Tuesday, September 28, 2010

Learn to code-switch or "look like a knob"

...so says Emma Thompson, actor and ex-pupil of Camden School For Girls. Despite sounding like it should be an exclusive private school for the daughters of city bankers and royal equerries, CSFG is actually a north London comprehensive and therefore reflects - to some extent (exorbitant local house prices aside) - the social and ethnic make-up of that part of London. So when Emma Thompson went back there to a charity evening, she was struck by the slang being used by the pupils (says The Independent).

"I went to give a talk at my old school and the girls were all doing 'likes' and 'innits?' and 'it aint's', which drives me insane," she told the Radio Times. "I told them, 'Don't do it because it makes you sound stupid and you're not stupid.' There is the necessity to have two languages – one you use with your mates and the other that you need in any official capacity. Or you're going to sound like a knob."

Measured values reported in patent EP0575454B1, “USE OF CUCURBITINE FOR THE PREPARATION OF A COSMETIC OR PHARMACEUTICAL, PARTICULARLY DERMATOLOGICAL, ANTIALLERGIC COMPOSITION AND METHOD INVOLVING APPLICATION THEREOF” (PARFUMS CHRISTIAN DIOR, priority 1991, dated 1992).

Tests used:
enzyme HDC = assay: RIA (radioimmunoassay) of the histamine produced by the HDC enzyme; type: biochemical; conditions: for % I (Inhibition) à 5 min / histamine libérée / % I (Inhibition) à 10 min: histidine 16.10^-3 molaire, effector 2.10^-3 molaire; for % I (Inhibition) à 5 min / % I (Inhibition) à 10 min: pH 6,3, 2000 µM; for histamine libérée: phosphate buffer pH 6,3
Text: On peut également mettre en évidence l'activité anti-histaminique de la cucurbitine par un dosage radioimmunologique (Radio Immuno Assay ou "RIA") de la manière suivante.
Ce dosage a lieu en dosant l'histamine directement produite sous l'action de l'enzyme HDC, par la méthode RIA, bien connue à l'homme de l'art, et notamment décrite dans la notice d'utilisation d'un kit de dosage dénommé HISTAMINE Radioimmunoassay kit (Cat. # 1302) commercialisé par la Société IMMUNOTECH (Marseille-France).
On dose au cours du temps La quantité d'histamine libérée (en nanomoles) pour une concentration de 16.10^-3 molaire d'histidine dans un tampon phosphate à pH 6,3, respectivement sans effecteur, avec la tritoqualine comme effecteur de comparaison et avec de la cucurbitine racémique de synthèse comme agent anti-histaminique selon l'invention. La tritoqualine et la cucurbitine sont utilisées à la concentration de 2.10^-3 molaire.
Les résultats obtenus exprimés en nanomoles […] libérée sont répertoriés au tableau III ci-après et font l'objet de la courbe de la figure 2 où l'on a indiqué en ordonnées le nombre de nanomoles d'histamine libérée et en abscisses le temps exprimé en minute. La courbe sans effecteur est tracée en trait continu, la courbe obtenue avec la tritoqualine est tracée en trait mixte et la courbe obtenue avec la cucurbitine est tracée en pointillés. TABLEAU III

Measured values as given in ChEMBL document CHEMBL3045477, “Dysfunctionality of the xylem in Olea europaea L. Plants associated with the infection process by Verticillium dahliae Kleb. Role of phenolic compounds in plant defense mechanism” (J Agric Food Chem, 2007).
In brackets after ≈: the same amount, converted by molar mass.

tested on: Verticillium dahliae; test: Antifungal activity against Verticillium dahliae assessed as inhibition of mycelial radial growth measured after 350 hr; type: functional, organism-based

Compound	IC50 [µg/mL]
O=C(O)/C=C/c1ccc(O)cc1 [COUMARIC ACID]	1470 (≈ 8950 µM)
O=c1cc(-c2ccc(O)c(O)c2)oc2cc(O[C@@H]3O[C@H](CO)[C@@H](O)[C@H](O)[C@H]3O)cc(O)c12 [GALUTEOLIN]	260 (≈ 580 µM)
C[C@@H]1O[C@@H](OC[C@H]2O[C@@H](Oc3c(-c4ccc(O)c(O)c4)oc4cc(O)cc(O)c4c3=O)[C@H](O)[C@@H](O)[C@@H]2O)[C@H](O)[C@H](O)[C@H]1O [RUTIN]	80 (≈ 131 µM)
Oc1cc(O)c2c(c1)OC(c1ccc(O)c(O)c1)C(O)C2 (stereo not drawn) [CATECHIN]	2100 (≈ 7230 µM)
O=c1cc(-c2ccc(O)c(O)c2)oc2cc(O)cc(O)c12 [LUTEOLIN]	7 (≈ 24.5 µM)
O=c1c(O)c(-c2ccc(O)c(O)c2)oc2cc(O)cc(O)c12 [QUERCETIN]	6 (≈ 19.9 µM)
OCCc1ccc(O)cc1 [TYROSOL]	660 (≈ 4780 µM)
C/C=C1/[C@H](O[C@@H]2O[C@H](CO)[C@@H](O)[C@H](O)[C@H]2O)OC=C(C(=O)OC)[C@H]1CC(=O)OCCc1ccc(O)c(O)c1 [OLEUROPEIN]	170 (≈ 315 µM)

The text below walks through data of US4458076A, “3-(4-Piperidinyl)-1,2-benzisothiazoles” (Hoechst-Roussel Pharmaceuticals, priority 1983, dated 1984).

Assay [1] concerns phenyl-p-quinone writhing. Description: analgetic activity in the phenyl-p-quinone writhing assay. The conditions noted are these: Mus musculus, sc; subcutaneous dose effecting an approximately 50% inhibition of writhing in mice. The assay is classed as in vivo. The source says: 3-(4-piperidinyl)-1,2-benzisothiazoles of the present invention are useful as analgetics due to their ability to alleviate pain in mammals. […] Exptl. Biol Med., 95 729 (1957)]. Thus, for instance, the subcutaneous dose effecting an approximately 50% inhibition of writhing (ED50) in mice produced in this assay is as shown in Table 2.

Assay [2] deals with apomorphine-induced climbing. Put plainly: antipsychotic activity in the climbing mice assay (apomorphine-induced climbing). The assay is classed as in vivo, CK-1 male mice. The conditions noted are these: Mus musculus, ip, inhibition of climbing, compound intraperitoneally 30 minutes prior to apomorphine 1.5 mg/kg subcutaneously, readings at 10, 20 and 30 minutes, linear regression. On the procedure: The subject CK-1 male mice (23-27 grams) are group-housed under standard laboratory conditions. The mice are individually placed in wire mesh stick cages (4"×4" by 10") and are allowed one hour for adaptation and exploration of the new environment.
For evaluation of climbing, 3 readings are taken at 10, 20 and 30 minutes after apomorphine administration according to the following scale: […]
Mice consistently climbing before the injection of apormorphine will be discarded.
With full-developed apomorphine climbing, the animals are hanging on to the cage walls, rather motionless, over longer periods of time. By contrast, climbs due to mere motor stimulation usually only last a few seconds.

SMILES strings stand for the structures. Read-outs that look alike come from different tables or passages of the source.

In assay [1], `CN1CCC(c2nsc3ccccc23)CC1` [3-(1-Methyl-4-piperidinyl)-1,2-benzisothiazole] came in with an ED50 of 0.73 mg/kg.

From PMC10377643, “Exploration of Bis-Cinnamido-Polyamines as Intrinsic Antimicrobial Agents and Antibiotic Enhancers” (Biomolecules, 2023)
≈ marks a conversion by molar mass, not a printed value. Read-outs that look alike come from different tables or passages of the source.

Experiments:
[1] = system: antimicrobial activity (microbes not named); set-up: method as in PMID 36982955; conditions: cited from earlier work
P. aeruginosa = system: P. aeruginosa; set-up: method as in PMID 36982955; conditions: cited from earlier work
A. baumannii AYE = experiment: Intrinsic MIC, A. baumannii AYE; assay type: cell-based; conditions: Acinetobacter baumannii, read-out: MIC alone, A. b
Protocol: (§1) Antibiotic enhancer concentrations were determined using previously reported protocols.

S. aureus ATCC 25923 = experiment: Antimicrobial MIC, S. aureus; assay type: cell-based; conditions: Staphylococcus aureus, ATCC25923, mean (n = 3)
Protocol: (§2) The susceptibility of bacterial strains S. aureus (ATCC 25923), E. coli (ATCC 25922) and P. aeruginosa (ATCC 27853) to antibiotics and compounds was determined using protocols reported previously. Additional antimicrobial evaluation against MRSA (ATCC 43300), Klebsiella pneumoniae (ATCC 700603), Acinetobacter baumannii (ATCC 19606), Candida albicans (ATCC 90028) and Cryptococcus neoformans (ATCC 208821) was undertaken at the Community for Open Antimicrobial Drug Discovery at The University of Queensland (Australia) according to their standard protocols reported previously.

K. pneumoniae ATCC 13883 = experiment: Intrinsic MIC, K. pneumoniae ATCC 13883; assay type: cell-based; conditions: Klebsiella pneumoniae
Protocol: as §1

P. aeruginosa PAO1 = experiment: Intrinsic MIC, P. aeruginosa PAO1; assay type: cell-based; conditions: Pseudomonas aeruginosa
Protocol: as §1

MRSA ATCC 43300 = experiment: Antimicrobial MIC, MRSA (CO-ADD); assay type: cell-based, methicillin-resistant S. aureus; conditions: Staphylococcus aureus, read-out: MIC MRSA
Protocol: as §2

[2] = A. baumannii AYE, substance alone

Thompson's point about having two languages is a fair one, but to write off a few slang terms as  making you sound "stupid" seems to me to be a step or two too far. Fair enough, if you don't like those expressions, then you've got a right to say so, but to equate slang with stupidity is just narrow-minded. To make matters worse, Thompson then slips into her own generation's slang when she says that saying "like" and "innit" makes you "sound like a knob".

Why is it OK for Emma Thompson to mix her codes in the pages of a national publication, while it's apparently not OK for teenagers at her old school to switch codes? Sounds to me like the old prescriptivist stance that younger people's use of language is a degraded form: a crumbling castle idea, that Jean Aitchison effectively nails in her famous Reith Lectures.

The Independent has a good leader article on the story, which you can find here.

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